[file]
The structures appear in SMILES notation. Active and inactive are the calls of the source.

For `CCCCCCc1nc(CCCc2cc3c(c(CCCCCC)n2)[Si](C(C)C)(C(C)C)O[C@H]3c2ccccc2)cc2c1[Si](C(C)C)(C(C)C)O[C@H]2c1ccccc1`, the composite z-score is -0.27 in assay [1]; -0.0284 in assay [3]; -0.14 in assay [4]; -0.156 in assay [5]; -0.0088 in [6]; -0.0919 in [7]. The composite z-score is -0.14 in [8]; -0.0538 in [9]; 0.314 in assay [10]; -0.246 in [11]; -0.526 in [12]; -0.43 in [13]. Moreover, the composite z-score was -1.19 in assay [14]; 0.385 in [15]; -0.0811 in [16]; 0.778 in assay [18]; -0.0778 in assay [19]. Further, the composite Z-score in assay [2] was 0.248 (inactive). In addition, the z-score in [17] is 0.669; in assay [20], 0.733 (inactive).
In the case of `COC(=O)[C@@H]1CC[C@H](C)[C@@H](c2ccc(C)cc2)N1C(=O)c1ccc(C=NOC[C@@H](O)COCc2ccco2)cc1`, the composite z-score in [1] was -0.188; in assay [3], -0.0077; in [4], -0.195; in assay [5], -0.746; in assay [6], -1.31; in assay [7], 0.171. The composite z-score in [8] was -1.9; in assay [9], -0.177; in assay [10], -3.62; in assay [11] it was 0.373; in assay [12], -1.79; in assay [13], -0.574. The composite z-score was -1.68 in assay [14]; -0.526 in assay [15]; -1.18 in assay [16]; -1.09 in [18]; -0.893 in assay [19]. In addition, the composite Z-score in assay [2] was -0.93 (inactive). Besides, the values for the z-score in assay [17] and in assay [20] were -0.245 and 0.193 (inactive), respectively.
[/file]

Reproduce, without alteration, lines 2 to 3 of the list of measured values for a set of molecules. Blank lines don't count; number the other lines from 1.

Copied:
For `CCCCCCc1nc(CCCc2cc3c(c(CCCCCC)n2)[Si](C(C)C)(C(C)C)O[C@H]3c2ccccc2)cc2c1[Si](C(C)C)(C(C)C)O[C@H]2c1ccccc1`, the composite z-score is -0.27 in assay [1]; -0.0284 in assay [3]; -0.14 in assay [4]; -0.156 in assay [5]; -0.0088 in [6]; -0.0919 in [7]. The composite z-score is -0.14 in [8]; -0.0538 in [9]; 0.314 in assay [10]; -0.246 in [11]; -0.526 in [12]; -0.43 in [13]. Moreover, the composite z-score was -1.19 in assay [14]; 0.385 in [15]; -0.0811 in [16]; 0.778 in assay [18]; -0.0778 in assay [19]. Further, the composite Z-score in assay [2] was 0.248 (inactive). In addition, the z-score in [17] is 0.669; in assay [20], 0.733 (inactive).
In the case of `COC(=O)[C@@H]1CC[C@H](C)[C@@H](c2ccc(C)cc2)N1C(=O)c1ccc(C=NOC[C@@H](O)COCc2ccco2)cc1`, the composite z-score in [1] was -0.188; in assay [3], -0.0077; in [4], -0.195; in assay [5], -0.746; in assay [6], -1.31; in assay [7], 0.171. The composite z-score in [8] was -1.9; in assay [9], -0.177; in assay [10], -3.62; in assay [11] it was 0.373; in assay [12], -1.79; in assay [13], -0.574. The composite z-score was -1.68 in assay [14]; -0.526 in assay [15]; -1.18 in assay [16]; -1.09 in [18]; -0.893 in assay [19]. In addition, the composite Z-score in assay [2] was -0.93 (inactive). Besides, the values for the z-score in assay [17] and in assay [20] were -0.245 and 0.193 (inactive), respectively.